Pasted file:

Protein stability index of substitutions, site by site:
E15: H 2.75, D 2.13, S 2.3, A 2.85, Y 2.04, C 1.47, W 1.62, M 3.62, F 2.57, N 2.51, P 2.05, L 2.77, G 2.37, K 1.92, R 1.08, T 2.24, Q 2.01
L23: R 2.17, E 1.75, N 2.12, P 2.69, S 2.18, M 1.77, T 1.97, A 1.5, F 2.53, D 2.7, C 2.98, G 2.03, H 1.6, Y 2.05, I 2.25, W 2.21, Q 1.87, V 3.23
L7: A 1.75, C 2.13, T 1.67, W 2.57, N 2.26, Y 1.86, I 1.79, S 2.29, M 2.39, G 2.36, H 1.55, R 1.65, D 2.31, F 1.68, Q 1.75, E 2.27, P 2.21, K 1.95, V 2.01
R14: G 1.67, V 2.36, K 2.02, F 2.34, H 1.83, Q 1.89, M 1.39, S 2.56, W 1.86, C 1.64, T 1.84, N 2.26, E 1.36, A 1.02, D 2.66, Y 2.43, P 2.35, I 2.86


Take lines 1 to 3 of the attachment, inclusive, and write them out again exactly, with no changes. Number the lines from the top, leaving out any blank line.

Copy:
Protein stability index of substitutions, site by site:
E15: H 2.75, D 2.13, S 2.3, A 2.85, Y 2.04, C 1.47, W 1.62, M 3.62, F 2.57, N 2.51, P 2.05, L 2.77, G 2.37, K 1.92, R 1.08, T 2.24, Q 2.01
L23: R 2.17, E 1.75, N 2.12, P 2.69, S 2.18, M 1.77, T 1.97, A 1.5, F 2.53, D 2.7, C 2.98, G 2.03, H 1.6, Y 2.05, I 2.25, W 2.21, Q 1.87, V 3.23